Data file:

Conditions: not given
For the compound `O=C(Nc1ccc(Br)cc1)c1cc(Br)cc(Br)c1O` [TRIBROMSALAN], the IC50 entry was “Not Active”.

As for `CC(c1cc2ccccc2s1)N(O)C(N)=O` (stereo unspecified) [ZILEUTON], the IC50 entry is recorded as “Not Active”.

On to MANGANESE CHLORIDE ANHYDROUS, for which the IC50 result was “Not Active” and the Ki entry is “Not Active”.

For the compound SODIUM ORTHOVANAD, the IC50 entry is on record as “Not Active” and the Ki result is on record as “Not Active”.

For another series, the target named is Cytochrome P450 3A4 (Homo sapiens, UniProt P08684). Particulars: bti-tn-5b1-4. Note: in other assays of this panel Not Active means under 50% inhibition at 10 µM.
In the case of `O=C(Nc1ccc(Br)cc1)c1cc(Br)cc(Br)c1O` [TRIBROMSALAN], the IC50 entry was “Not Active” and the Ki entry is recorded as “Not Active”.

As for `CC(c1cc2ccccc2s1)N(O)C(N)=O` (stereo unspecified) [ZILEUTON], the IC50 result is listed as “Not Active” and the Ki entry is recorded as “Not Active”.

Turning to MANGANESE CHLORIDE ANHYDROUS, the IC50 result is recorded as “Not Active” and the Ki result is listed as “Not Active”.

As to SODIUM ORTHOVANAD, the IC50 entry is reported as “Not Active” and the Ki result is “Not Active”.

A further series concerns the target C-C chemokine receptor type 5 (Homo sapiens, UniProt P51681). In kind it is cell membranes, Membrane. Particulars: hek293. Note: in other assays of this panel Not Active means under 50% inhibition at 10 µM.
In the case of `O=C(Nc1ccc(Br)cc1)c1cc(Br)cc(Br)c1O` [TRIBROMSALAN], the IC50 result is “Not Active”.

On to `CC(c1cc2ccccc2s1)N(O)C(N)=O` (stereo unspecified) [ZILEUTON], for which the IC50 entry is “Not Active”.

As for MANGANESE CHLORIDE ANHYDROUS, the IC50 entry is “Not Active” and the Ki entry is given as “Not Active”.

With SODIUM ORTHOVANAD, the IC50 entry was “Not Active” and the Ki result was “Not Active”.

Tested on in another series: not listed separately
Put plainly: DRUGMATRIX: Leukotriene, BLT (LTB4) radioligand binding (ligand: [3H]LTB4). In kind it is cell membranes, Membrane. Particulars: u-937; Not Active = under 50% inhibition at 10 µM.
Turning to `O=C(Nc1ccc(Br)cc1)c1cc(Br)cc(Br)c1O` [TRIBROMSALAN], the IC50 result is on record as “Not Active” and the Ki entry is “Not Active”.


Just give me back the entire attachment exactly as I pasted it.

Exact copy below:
Conditions: not given
For the compound `O=C(Nc1ccc(Br)cc1)c1cc(Br)cc(Br)c1O` [TRIBROMSALAN], the IC50 entry was “Not Active”.

As for `CC(c1cc2ccccc2s1)N(O)C(N)=O` (stereo unspecified) [ZILEUTON], the IC50 entry is recorded as “Not Active”.

On to MANGANESE CHLORIDE ANHYDROUS, for which the IC50 result was “Not Active” and the Ki entry is “Not Active”.

For the compound SODIUM ORTHOVANAD, the IC50 entry is on record as “Not Active” and the Ki result is on record as “Not Active”.

For another series, the target named is Cytochrome P450 3A4 (Homo sapiens, UniProt P08684). Particulars: bti-tn-5b1-4. Note: in other assays of this panel Not Active means under 50% inhibition at 10 µM.
In the case of `O=C(Nc1ccc(Br)cc1)c1cc(Br)cc(Br)c1O` [TRIBROMSALAN], the IC50 entry was “Not Active” and the Ki entry is recorded as “Not Active”.

As for `CC(c1cc2ccccc2s1)N(O)C(N)=O` (stereo unspecified) [ZILEUTON], the IC50 result is listed as “Not Active” and the Ki entry is recorded as “Not Active”.

Turning to MANGANESE CHLORIDE ANHYDROUS, the IC50 result is recorded as “Not Active” and the Ki result is listed as “Not Active”.

As to SODIUM ORTHOVANAD, the IC50 entry is reported as “Not Active” and the Ki result is “Not Active”.

A further series concerns the target C-C chemokine receptor type 5 (Homo sapiens, UniProt P51681). In kind it is cell membranes, Membrane. Particulars: hek293. Note: in other assays of this panel Not Active means under 50% inhibition at 10 µM.
In the case of `O=C(Nc1ccc(Br)cc1)c1cc(Br)cc(Br)c1O` [TRIBROMSALAN], the IC50 result is “Not Active”.

On to `CC(c1cc2ccccc2s1)N(O)C(N)=O` (stereo unspecified) [ZILEUTON], for which the IC50 entry is “Not Active”.

As for MANGANESE CHLORIDE ANHYDROUS, the IC50 entry is “Not Active” and the Ki entry is given as “Not Active”.

With SODIUM ORTHOVANAD, the IC50 entry was “Not Active” and the Ki result was “Not Active”.

Tested on in another series: not listed separately
Put plainly: DRUGMATRIX: Leukotriene, BLT (LTB4) radioligand binding (ligand: [3H]LTB4). In kind it is cell membranes, Membrane. Particulars: u-937; Not Active = under 50% inhibition at 10 µM.
Turning to `O=C(Nc1ccc(Br)cc1)c1cc(Br)cc(Br)c1O` [TRIBROMSALAN], the IC50 result is on record as “Not Active” and the Ki entry is “Not Active”.